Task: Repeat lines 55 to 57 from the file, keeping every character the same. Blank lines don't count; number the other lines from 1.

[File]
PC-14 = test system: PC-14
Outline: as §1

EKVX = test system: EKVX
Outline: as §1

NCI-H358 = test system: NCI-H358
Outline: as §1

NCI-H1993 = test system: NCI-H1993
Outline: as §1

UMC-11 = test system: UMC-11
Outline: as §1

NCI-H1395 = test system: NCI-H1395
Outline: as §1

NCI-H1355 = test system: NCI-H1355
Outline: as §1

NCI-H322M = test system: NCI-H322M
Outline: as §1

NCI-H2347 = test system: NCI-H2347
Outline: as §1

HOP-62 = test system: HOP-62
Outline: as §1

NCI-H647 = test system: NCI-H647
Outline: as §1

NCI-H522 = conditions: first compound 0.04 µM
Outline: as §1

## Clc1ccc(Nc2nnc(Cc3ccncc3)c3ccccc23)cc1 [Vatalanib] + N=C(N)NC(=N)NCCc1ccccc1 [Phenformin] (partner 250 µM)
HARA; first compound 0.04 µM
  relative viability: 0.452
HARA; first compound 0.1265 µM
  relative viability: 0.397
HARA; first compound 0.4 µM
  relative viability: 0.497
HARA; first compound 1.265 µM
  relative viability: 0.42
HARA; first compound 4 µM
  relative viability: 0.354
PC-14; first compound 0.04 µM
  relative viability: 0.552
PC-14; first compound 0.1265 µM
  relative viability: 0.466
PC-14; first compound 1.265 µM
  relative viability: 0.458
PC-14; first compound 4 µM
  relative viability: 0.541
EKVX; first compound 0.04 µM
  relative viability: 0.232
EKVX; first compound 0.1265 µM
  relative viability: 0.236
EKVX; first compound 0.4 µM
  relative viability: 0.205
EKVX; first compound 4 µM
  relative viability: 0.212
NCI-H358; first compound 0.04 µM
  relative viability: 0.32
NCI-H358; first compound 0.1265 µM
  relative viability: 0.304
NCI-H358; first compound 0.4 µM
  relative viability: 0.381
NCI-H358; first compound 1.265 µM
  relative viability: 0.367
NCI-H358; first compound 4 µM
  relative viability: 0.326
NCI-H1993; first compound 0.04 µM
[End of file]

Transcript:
  relative viability: 0.304
NCI-H358; first compound 0.4 µM
  relative viability: 0.381